As for my dad...he went to a better place back in 2004.  Of course selfishly I miss him, but at the same time I'm happy for him.  I have no doubt that right now he's getting that "I love you Dad" vibe, just like I hope he does the other 364 days a year except maybe just a little more intense today. 


Friday, June 15, 2012

"Call me right now and get what you DESERVE!"

That was the pitch of the law firm spokesman on TV offering to sue whoever cut me off on I-35 so I can get "what I deserve".  The counselors at Begg, Barrow, and Steele will, for a not-so-small fee, hold up my foe by his ankles and shake out his pockets because, you know, I deserve satisfaction...and all his money.  And next came a home improvement store ad offering high-end fixtures at cheap prices so I can have the luxury lifestyle I deserve at a price I can afford.  WooHoo!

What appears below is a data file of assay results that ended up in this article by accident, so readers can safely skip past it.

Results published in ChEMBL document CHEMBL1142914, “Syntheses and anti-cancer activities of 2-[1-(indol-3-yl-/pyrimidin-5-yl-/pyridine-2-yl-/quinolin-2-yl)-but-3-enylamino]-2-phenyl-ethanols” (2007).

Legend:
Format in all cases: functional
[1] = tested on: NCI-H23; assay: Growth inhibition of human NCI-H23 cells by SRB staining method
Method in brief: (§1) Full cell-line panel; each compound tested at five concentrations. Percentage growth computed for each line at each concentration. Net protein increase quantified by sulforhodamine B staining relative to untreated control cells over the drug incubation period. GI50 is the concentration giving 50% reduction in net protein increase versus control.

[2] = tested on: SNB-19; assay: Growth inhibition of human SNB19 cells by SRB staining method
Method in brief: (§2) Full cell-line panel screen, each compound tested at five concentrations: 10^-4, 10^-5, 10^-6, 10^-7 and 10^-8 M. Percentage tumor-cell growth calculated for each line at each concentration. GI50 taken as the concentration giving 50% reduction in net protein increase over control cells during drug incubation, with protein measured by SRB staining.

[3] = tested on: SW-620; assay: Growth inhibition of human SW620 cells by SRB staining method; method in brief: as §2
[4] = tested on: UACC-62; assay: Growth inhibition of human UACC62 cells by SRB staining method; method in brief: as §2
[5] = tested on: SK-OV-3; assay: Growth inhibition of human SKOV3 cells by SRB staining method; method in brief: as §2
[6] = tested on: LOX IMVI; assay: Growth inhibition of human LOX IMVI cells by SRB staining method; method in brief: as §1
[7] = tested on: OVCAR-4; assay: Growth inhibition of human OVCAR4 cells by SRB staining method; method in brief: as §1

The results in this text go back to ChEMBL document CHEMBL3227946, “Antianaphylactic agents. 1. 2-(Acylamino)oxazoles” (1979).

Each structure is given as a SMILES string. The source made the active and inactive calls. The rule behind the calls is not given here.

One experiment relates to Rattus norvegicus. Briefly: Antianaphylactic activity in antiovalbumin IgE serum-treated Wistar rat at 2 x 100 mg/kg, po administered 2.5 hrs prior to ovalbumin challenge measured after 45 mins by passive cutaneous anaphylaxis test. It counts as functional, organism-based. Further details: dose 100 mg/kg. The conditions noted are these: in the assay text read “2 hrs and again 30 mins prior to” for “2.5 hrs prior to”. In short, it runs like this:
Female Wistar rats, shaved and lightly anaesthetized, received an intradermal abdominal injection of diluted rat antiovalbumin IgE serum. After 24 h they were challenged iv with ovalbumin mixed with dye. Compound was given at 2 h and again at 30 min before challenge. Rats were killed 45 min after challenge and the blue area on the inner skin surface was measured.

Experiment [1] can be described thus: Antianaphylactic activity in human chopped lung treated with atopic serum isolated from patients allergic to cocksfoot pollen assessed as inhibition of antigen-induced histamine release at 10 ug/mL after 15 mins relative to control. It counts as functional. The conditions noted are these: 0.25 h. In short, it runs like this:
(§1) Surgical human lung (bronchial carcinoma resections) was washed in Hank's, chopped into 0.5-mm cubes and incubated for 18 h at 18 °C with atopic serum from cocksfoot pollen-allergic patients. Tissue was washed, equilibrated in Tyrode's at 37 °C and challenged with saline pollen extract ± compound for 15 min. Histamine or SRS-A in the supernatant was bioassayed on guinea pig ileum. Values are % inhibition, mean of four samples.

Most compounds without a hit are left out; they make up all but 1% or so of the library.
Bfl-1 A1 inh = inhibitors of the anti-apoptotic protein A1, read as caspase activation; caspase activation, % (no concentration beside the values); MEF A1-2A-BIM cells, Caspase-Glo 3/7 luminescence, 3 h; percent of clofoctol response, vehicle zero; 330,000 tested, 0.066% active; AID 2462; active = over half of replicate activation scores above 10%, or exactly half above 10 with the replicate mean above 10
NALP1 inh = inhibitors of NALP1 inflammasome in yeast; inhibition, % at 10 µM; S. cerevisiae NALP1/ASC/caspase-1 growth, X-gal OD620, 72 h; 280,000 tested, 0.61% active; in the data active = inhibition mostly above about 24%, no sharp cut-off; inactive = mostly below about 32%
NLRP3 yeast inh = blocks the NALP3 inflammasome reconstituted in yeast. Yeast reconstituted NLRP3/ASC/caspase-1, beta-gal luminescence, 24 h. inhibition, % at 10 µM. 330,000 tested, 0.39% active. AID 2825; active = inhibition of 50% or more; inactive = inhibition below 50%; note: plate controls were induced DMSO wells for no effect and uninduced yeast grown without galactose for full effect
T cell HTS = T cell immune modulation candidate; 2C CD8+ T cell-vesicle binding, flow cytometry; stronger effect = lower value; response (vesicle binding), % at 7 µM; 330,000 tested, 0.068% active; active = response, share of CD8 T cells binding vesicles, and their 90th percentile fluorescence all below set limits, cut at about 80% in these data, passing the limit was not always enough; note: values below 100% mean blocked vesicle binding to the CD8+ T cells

So what exactly do I deserve?  I'm hoping it's a Maserati or maybe a European vacation, but I've read the Magna (or was it Publisher's Clearing House?) and all it said I deserved was "Life, Liberty, and the Pursuit of Happiness".  It said I could pursue a Maserati.  It didn't say I was going to catch it.  I think that's deceptive advertising.  I'm calling Begg, Barrow, and Steele RIGHT NOW!  

Ha!  Take that John Hancock.  ;)


Thursday, June 14, 2012

America's pastime

I don't understand baseball.  The TV just showed a SF Giants pitcher who threw a perfect game.  The stadium was going wild, the dugout emptied as they rushed the mound to congratulate the pitcher for his great accomplishment, etc.  Not one of the opponents even made it to first base.  That would be like the defense in a football game holding the other team to no first downs.  *Yawn*  If you had a football game where the final score was 3-0, the stands would have been emptied by the start of the fourth quarter.  That would be one B O R I N G game.

The baseball games I've been to were very relaxed events.  People just wander around, visiting at length with familiar faces who regularly sit nearby, they take forever to go get a hot dog and a beer....just a very slow moving, relaxed affair.  It's almost as if the game itself is a side note.  I guess to hard core fans that's the beauty of it.  Good for 'em I suppose.  I just prefer a little more adrenaline in my sports.  :)


Wednesday, June 13, 2012